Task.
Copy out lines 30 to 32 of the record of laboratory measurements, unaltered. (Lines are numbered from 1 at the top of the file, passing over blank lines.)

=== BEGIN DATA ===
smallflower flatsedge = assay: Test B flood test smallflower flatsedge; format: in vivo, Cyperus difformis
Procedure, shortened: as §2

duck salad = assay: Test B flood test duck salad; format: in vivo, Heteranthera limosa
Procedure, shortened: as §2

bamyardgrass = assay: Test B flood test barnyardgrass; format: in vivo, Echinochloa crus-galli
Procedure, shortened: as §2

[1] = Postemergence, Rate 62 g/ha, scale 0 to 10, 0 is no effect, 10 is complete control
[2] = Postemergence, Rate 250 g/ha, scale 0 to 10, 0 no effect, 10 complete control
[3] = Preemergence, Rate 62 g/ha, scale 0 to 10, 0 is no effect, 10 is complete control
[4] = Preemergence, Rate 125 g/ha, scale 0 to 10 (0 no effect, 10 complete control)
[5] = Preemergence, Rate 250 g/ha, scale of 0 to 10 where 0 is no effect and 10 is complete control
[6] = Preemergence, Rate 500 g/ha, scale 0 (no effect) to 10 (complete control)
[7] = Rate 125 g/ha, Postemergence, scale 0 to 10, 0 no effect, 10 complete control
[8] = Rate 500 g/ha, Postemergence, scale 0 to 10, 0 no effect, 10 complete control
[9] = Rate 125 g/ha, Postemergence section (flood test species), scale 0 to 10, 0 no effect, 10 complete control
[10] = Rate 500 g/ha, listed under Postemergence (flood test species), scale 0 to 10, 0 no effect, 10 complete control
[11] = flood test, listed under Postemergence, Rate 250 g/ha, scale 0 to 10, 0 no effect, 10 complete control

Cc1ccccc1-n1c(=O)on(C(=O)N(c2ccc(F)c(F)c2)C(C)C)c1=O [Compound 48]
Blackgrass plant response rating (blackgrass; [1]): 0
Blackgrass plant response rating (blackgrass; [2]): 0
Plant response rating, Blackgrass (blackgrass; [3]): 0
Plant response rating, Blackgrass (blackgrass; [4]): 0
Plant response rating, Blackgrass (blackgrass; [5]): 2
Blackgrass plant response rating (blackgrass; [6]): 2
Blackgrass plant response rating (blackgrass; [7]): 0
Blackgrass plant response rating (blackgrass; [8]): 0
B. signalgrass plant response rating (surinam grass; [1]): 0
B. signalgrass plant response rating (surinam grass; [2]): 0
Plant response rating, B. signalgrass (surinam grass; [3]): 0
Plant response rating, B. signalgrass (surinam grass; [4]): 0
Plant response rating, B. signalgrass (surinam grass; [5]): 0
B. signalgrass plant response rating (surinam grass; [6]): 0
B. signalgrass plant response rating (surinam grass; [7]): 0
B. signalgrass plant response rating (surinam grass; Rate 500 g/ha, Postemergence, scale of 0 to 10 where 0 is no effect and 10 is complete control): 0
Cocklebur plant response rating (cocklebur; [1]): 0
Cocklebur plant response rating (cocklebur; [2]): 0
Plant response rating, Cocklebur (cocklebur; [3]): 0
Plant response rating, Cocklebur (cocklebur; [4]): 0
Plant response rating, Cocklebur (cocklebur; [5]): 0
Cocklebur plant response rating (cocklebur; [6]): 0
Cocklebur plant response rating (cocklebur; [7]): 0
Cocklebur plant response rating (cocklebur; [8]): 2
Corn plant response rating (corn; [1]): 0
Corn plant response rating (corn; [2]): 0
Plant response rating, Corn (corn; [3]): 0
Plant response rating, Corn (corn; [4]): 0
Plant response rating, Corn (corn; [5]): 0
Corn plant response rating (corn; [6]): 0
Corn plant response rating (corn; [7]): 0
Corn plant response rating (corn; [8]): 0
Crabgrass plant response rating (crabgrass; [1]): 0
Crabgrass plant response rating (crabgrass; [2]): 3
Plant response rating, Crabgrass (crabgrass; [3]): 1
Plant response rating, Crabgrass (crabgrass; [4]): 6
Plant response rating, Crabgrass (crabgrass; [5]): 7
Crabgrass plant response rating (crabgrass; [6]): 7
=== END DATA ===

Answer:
Plant response rating, B. signalgrass (surinam grass; [4]): 0
Plant response rating, B. signalgrass (surinam grass; [5]): 0
B. signalgrass plant response rating (surinam grass; [6]): 0